it does for my self-build kernels.

Joe and Sam (most wanted spammers on this list) never ever will have
impact to your Linux . Forget AppArmor! Read about ConsoleKit and
other "security helpers", we already run much to much threads, when
running Linux.

2²Cents,
Ralf




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Subject: Re: Dynamic Nagios Configuration
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Kevin, the real job there is to construct good SELinux policy for check_mk
serverside. Clients are already packaged.

2012/6/16 yancy ribbens <yancy.ribbens@gmail.com>

> Another great tool for Nagios config management is NagiosQL. Config files
> are stored and managed using PHP and MYSQL, and then written to Nagios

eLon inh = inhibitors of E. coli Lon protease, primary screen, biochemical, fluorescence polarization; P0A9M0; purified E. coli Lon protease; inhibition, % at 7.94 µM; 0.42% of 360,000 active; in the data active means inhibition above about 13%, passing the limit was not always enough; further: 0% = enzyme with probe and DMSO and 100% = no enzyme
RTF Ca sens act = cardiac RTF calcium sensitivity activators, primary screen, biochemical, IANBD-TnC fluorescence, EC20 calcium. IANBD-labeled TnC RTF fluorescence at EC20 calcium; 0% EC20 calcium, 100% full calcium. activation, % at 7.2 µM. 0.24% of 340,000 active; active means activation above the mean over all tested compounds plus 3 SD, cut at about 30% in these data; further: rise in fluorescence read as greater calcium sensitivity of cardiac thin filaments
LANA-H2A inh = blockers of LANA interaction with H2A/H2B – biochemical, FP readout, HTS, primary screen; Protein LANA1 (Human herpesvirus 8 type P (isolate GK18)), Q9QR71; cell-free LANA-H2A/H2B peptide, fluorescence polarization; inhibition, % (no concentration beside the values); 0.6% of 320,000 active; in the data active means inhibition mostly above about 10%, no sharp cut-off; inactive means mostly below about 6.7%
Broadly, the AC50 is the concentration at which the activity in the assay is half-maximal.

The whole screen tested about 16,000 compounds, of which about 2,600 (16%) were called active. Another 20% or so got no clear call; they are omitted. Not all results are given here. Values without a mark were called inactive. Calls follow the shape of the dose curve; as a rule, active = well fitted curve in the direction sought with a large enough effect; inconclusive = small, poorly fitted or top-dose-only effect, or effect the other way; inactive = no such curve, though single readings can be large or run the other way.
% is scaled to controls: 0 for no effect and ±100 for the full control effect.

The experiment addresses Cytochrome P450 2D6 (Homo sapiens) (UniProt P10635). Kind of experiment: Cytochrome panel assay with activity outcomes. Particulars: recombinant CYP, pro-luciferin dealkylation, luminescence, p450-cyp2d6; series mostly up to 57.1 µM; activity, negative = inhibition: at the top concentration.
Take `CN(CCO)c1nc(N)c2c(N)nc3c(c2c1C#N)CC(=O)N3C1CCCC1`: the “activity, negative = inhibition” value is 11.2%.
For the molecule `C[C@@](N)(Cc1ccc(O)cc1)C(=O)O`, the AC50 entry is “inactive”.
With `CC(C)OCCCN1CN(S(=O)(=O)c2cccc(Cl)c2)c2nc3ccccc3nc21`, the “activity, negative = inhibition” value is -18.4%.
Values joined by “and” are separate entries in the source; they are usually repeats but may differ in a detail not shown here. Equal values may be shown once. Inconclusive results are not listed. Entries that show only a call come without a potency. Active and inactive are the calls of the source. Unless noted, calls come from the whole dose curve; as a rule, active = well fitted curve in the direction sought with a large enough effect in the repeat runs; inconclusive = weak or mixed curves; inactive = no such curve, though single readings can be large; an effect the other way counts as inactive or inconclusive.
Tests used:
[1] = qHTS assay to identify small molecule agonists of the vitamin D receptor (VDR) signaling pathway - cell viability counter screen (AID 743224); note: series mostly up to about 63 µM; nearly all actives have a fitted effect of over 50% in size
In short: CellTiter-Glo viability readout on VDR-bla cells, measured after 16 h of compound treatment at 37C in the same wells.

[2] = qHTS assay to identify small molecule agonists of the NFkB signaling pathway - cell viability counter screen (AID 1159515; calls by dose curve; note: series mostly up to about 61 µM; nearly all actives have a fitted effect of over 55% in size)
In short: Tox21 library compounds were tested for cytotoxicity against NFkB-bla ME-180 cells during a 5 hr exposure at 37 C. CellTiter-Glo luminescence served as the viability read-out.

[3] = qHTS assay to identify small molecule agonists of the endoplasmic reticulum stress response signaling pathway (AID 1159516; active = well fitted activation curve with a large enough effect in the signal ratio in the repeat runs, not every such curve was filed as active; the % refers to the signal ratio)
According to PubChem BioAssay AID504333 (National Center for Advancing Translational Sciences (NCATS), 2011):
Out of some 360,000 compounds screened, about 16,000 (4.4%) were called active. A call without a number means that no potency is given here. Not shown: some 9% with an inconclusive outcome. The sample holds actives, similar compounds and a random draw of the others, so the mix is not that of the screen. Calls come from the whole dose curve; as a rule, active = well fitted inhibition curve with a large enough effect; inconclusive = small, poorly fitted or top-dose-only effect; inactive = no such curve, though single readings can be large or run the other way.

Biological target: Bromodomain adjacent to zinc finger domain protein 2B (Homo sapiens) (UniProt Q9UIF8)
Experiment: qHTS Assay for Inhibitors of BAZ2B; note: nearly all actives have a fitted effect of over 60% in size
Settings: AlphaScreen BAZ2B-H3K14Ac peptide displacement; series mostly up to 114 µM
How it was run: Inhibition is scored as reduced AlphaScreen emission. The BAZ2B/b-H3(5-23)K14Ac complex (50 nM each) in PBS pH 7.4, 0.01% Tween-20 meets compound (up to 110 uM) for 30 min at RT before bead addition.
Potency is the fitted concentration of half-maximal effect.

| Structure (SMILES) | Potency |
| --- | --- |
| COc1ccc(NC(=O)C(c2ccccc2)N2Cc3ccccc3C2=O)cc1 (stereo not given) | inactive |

> config files on demand.
>
> http://exchange.nagios.org/directory/Addons/Configuration/NagiosQL/details
>
> -Yancy
>
> On Fri, Jun 15, 2012 at 4:57 PM, Kevin Fenzi <kevin@scrye.com> wrote:
>
>> On Thu, 14 Jun 2012 20:48:21 +0400
>> Stanislav Hanzhin <hanzhin.stas@gmail.com> wrote:
>>
>> > Hi all,
>> > Why don't you use check_mk as nagios config generator?
>> >
>> > I use it in production on CentOS for almost 2 years and I can name it
>> > a great solution for monitoring automation.
>> >
>> > For further info see: http://mathias-kettner.de/check_mk.html
>>
>> It's been suggested before.
>>
>> It sounds interesting, but the first hurdle is that we need someone to
>> package it up and get it into EPEL.
>>
>> I'd be happy to help in efforts to do this...
>>
>> kevin
>>
>> _______________________________________________